Mint: How to Recognise, Health Benefits and Uses

Fresh mint tea with a spoonful of dandelion honey… Mint ice cream with chocolate chips… There’s something special about mint.

I used to have a mint plant in my allotment, but soon I realised I had to trim it cause mint overgrows everything. Its way of growing is fascinating – its roots work their way through the earth and new mint plants grow out of those roots. Fascinating, yet frustrating if you realise too late that it has overtaken your whole allotment! That’s why I keep mint in a big pot nowadays.

Some herbs I keep in my kitchen. Ltr: basil, rosemary, mint

How to recognise mint
It’s usually the scent that gives mint away. Rub a leaf between your finger and thumb and it should smell like – you guessed it – mint. There are hundreds of variations out and about, but spearmint (mentha spicata) and peppermint (mentha x piperita) are the most common mint varieties. They can both be recognised by their fuzzy leaves with toothed edges. Their stalks are square. If you want to know which one’s which, go ahead and taste them. A strong menthol aftertaste means peppermint, while a sweet, light flavor means spearmint (1). Peppermint is great for tea and other drinks, while spearmint works best in cooking.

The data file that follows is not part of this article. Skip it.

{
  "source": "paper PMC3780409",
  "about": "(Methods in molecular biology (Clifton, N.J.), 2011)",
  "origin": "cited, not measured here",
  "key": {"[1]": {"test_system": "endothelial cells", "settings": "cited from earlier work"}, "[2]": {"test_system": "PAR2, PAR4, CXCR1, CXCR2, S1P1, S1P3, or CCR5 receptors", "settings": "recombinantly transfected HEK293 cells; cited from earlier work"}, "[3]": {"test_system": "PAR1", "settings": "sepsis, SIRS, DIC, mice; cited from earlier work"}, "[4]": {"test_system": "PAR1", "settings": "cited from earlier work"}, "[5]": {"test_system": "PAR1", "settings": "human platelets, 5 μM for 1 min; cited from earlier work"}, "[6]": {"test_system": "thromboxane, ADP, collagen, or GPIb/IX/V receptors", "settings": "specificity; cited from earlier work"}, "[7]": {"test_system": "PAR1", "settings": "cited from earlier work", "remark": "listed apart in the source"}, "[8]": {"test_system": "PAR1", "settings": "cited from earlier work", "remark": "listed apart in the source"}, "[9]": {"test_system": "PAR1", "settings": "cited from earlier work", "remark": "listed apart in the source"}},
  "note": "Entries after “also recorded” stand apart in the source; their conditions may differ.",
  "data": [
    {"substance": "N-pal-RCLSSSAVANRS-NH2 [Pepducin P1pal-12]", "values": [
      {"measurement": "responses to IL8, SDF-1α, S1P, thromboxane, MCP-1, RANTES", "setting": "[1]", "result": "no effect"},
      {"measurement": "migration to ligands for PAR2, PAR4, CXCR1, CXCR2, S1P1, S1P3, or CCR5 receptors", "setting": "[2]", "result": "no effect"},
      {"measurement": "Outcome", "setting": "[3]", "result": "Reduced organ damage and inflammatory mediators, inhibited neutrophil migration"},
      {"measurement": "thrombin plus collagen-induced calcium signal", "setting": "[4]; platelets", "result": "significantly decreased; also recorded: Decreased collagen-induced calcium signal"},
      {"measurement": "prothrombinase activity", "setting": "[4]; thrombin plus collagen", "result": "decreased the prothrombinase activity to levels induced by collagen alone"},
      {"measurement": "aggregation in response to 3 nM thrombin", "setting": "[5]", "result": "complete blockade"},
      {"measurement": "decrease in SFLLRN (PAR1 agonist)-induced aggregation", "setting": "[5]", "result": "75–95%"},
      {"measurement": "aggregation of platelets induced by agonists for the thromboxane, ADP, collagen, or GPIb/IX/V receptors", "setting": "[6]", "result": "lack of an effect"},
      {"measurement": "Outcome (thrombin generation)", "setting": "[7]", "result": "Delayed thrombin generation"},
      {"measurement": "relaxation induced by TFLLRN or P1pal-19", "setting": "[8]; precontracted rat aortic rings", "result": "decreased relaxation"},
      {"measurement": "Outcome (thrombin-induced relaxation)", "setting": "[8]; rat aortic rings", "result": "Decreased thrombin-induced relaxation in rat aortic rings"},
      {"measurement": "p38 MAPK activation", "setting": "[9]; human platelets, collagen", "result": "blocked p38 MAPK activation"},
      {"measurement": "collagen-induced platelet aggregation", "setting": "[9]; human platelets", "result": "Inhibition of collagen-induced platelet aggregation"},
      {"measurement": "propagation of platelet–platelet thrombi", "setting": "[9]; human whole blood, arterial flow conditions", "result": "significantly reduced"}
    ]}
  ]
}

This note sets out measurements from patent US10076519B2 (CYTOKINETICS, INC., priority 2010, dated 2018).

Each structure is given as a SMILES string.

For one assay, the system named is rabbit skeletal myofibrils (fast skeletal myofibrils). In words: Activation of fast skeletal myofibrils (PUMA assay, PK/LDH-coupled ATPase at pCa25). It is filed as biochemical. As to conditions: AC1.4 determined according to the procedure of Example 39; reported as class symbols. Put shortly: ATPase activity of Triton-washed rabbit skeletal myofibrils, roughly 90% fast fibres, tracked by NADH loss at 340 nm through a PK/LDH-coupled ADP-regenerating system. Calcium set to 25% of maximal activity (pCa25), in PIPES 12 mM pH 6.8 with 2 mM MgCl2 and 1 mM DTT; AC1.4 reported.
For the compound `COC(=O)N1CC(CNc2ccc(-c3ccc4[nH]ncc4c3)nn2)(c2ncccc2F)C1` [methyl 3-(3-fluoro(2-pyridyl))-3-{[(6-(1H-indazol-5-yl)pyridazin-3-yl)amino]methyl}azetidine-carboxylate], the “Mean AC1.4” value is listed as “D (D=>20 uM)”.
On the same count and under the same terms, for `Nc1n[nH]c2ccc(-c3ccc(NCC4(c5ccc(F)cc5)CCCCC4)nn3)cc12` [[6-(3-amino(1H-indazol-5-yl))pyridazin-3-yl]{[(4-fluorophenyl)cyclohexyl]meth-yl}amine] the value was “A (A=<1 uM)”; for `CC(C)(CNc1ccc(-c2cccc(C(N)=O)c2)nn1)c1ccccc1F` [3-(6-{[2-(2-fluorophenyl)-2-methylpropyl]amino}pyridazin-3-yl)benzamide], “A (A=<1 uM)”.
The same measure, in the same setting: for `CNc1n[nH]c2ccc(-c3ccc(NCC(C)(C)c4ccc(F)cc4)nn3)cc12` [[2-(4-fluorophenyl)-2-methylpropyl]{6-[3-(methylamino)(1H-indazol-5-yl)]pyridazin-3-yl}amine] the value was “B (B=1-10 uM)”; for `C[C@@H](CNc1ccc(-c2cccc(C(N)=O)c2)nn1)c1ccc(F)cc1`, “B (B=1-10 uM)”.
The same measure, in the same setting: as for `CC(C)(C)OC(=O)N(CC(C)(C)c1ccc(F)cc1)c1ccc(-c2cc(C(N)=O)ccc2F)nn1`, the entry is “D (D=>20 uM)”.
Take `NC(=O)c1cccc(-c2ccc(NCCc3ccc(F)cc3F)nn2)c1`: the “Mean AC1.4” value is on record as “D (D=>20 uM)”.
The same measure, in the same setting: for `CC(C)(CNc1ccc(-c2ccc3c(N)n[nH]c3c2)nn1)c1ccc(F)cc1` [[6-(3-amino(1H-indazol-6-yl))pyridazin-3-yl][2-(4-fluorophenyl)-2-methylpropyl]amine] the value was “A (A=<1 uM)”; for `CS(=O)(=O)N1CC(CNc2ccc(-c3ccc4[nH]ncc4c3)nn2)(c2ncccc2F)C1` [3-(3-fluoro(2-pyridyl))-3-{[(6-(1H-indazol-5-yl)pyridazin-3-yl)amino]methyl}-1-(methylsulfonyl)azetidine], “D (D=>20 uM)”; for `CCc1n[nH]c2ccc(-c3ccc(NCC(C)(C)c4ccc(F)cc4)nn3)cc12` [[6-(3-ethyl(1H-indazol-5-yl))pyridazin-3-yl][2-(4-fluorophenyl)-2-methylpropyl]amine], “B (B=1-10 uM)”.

Medical use of mint
Medicinally, mint is rich in volatile oils, especially menthol. This is often used as the penetrating vapors in cough drops. These oils are stimulating and warming, causing the body to open up and sweat. This property can help you break a fever.

Peppermint, or to be more specific, the menthol in peppermint, has antiseptic and antibacterial properties that help relieve indigestion and also soothe an upset stomach. There are peppermint oil capsules available that slowly dissolve and help with indigestion.

Mint is probably most used in chewing gum and tooth paste, this is because of the antibacterial properties which inhibit bacterial growth inside the mouth, and cleanses the plaque deposition on teeth (2).

Mint in the kitchen
As I mentioned earlier, I love a cup of fresh mint tea. Harvest two or three sprigs of mint and wash them, boil some water, put the mint in a mug and pour boiling water in. You can add a spoonful of dandelion honey or any sweetener of your liking, or have it unsweetened. Mint is also used in mojito’s (one of my favorites!), crushed into the drink and as garnish. On a hot day I love cold water with fresh mint and some slices of cucumber.

In cooking, mint really adds something special to your dish. It’s a flavour you might not expect in a hot dish, but I find it really works well in curry’s and naan. I’m not a big fan of coriander and even though their flavours aren’t similar at all, I like to substitute coriander with mint.



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